This academic year, LAUSD approved 13 co-locations on the district’s 100 Priority Schools, 19 co-locations on Black Student Achievement Plan campuses and seven on community schools campuses.

“We’re saying: Those schools where we are doubling our investment — and I don’t mean as far as dollars — but where we are doubling our efforts really to help those schools – we cannot subject them to being co-located and then having themselves … in a fight to be able to carry out that vision to be able to … hold on to rooms where we can actually carry out the needs of the community,” said Martinez, the treasurer of United Teachers Los Angeles.

The resolution’s opponents, however, have noted that many charters located on LAUSD campuses are community schools.

More than 70 of LAUSD’s independent charters have received State Community Schools Grants, according to Ana Tintocalis, California Charter Schools Association spokesperson.

“Based on CCSA’s analysis of the district data, there are more independent charter schools in LAUSD that have received State Community Schools Grants than district schools,” Tintocalis said in an email to EdSource.

Potential effects for charters 

This academic year, 19 charter schools have been split over either two or three LAUSD campuses, and the proposed resolution is projected to increase that number.

“In attempting to avoid sites with special designations, it is likely that there will be more multi-site offers, leading to a larger overall number of co-locations Districtwide,” reads the interoffice correspondence from the office of the chief strategy officer on “Operational, Policy & Student Impact Statements” for the resolution.

“This may also lead to increased costs associated with renovation work to make sites ready for co-location, and would likely make it more challenging for the district when making ‘reasonable efforts’ to locate the charter school ‘near’ where it wishes to locate.”

Splitting a charter school across multiple sites can negatively impact students’ morale and can lead to unsustainable commutes for parents, said David Garner, the principal of Magnolia Science Academy-2.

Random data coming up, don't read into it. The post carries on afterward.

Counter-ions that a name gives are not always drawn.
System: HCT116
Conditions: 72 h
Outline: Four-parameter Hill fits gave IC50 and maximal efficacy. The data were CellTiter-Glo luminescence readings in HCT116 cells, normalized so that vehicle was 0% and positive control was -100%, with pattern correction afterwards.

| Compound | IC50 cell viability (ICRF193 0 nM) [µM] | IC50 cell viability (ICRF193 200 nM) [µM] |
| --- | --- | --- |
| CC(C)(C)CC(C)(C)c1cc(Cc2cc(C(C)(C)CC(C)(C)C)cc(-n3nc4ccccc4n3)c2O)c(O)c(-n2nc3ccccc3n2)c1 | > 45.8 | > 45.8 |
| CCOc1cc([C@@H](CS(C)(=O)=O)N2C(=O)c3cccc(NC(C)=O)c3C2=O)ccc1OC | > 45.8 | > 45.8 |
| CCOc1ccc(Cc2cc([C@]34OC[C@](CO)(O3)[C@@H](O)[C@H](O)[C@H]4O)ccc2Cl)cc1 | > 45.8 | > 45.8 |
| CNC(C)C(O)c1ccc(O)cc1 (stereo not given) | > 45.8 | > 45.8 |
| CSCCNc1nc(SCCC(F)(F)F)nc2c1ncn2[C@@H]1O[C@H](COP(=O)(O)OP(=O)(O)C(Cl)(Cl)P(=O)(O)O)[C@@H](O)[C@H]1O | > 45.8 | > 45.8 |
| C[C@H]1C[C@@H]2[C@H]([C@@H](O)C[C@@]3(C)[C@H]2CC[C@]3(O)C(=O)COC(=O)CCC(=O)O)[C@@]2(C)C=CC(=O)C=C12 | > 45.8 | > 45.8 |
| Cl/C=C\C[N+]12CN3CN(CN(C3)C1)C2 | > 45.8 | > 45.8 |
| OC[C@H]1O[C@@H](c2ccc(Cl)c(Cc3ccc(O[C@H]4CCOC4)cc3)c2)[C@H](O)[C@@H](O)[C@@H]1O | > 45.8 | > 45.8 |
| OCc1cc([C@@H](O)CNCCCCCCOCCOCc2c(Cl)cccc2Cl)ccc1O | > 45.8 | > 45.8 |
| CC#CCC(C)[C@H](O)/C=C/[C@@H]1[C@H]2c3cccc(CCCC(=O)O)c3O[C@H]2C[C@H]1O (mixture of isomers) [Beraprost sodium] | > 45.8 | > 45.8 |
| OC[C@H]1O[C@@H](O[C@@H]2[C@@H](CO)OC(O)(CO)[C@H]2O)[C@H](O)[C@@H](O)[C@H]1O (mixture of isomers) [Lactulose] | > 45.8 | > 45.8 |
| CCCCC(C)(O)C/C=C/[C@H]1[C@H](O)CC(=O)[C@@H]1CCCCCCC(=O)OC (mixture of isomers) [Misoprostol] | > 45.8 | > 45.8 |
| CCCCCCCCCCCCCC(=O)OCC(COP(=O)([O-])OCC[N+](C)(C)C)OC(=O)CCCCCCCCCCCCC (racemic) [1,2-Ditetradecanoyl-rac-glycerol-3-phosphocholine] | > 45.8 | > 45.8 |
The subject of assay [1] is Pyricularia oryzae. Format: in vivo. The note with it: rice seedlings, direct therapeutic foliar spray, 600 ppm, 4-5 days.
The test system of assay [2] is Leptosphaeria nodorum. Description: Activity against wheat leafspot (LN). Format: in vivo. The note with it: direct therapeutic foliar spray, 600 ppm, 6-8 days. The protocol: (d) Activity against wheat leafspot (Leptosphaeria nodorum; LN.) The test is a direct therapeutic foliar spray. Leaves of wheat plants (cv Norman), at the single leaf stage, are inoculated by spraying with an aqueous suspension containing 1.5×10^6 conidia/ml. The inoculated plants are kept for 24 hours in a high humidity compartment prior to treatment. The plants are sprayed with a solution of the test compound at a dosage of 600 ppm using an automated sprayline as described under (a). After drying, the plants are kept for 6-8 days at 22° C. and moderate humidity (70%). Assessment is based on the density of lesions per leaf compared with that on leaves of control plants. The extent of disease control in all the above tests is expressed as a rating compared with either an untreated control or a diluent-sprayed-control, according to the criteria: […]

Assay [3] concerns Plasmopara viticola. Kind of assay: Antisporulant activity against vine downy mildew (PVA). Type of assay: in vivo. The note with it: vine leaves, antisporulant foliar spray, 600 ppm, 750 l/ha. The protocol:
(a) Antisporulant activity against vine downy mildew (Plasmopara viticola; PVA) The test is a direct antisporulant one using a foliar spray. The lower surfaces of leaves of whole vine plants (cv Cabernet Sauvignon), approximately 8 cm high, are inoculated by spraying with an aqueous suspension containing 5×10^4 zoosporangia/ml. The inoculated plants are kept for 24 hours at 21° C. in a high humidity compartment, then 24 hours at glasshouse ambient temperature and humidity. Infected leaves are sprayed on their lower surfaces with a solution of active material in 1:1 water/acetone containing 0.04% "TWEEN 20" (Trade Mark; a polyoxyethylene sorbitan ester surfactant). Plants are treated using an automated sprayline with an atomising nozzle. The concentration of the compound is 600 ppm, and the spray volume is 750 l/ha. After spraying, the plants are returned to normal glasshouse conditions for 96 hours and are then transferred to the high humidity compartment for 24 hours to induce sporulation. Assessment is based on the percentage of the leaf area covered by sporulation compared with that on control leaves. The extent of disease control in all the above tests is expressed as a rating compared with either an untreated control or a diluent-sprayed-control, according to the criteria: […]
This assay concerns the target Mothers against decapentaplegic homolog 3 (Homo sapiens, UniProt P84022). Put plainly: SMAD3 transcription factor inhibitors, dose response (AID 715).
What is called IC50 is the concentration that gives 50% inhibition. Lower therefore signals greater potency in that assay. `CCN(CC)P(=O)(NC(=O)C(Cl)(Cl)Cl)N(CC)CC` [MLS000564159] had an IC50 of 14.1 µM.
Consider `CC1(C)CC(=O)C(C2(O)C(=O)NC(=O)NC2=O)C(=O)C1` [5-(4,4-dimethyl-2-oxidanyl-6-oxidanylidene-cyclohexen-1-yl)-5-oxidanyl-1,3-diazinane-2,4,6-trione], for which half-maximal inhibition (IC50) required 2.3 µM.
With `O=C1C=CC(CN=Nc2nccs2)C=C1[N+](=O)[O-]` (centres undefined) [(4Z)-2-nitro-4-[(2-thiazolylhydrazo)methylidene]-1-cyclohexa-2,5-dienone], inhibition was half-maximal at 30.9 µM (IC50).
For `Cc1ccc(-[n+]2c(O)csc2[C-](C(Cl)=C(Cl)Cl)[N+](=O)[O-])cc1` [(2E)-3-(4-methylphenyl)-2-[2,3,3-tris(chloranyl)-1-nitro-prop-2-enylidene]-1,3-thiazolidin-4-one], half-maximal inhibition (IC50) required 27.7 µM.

“They were going to also offer us another school, which is Sepulveda Middle School, which is 6.9 miles away,” Garner said. “And 6.9 miles away is not a big deal if you have people that have cars. However, 88% of our students’ parents come from free-and-reduced lunch backgrounds.”

Eighty percent of the 4,000 students enrolled in his schools come from socioeconomically disadvantaged backgrounds.

Garner calculated that the commute from Sepulveda Middle School to Magnolia Science Academy-2 is 55 minutes each way by bus — which can add up, particularly in cases where parents have children at various locations, spread out across grade levels, with different bell schedules.

“Let’s just say one of the kids is in, you know, one of our sites on (Birmingham Community High School’s)  complex, and then she has another two kids at the Sepulveda Middle School site,” said Garner.

“That parent would have to take the bus to Sepulveda from our school (at Birmingham) for one hour just to drop her other kids, and then take a bus back one hour to pick up the kid from our school, and then the bus back one more hour to pick up her second kid, and then the bus home.”

Ultimately, he said, schools — public, charter or private — should all be held to the same standards in supporting their students.

“We all take to this industry because we care about the kids,” Garner added. “We care about their futures. We believe that education can be used as a means to social mobility, as a means to get out of some challenging circumstances and (give) them all the tools to be successful.”